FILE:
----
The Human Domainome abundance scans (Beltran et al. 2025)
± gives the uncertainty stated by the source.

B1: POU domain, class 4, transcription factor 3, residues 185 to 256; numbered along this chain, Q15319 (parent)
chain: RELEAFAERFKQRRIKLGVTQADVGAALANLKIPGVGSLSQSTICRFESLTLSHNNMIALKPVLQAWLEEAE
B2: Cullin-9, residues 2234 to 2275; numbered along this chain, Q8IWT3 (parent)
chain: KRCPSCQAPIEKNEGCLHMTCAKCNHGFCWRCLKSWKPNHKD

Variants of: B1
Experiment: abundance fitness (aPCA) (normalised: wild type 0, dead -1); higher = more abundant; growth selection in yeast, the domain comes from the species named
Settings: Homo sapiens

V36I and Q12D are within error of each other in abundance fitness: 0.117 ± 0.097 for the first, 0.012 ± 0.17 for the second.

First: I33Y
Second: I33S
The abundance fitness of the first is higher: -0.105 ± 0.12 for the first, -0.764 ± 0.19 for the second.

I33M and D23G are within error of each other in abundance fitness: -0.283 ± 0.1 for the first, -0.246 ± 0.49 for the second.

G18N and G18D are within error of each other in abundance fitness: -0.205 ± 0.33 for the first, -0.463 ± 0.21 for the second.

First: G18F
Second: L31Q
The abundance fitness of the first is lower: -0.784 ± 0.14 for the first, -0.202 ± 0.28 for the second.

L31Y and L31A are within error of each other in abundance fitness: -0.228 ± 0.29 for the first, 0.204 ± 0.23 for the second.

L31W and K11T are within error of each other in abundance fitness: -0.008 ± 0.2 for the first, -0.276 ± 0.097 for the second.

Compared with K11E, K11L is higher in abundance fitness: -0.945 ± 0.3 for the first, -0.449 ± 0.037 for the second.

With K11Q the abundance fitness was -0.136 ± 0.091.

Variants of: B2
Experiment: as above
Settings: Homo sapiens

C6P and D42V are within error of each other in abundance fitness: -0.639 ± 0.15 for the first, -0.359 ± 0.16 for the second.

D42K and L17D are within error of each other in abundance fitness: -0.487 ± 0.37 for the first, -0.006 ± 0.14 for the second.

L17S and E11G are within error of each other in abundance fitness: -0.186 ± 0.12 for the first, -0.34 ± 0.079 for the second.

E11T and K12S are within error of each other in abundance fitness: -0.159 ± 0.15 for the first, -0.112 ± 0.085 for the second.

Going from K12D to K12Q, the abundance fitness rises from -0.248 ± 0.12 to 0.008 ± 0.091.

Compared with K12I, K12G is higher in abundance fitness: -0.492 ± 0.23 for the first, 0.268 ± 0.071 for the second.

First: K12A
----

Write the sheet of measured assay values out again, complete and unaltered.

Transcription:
The Human Domainome abundance scans (Beltran et al. 2025)
± gives the uncertainty stated by the source.

B1: POU domain, class 4, transcription factor 3, residues 185 to 256; numbered along this chain, Q15319 (parent)
chain: RELEAFAERFKQRRIKLGVTQADVGAALANLKIPGVGSLSQSTICRFESLTLSHNNMIALKPVLQAWLEEAE
B2: Cullin-9, residues 2234 to 2275; numbered along this chain, Q8IWT3 (parent)
chain: KRCPSCQAPIEKNEGCLHMTCAKCNHGFCWRCLKSWKPNHKD

Variants of: B1
Experiment: abundance fitness (aPCA) (normalised: wild type 0, dead -1); higher = more abundant; growth selection in yeast, the domain comes from the species named
Settings: Homo sapiens

V36I and Q12D are within error of each other in abundance fitness: 0.117 ± 0.097 for the first, 0.012 ± 0.17 for the second.

First: I33Y
Second: I33S
The abundance fitness of the first is higher: -0.105 ± 0.12 for the first, -0.764 ± 0.19 for the second.

I33M and D23G are within error of each other in abundance fitness: -0.283 ± 0.1 for the first, -0.246 ± 0.49 for the second.

G18N and G18D are within error of each other in abundance fitness: -0.205 ± 0.33 for the first, -0.463 ± 0.21 for the second.

First: G18F
Second: L31Q
The abundance fitness of the first is lower: -0.784 ± 0.14 for the first, -0.202 ± 0.28 for the second.

L31Y and L31A are within error of each other in abundance fitness: -0.228 ± 0.29 for the first, 0.204 ± 0.23 for the second.

L31W and K11T are within error of each other in abundance fitness: -0.008 ± 0.2 for the first, -0.276 ± 0.097 for the second.

Compared with K11E, K11L is higher in abundance fitness: -0.945 ± 0.3 for the first, -0.449 ± 0.037 for the second.

With K11Q the abundance fitness was -0.136 ± 0.091.

Variants of: B2
Experiment: as above
Settings: Homo sapiens

C6P and D42V are within error of each other in abundance fitness: -0.639 ± 0.15 for the first, -0.359 ± 0.16 for the second.

D42K and L17D are within error of each other in abundance fitness: -0.487 ± 0.37 for the first, -0.006 ± 0.14 for the second.

L17S and E11G are within error of each other in abundance fitness: -0.186 ± 0.12 for the first, -0.34 ± 0.079 for the second.

E11T and K12S are within error of each other in abundance fitness: -0.159 ± 0.15 for the first, -0.112 ± 0.085 for the second.

Going from K12D to K12Q, the abundance fitness rises from -0.248 ± 0.12 to 0.008 ± 0.091.

Compared with K12I, K12G is higher in abundance fitness: -0.492 ± 0.23 for the first, 0.268 ± 0.071 for the second.

First: K12A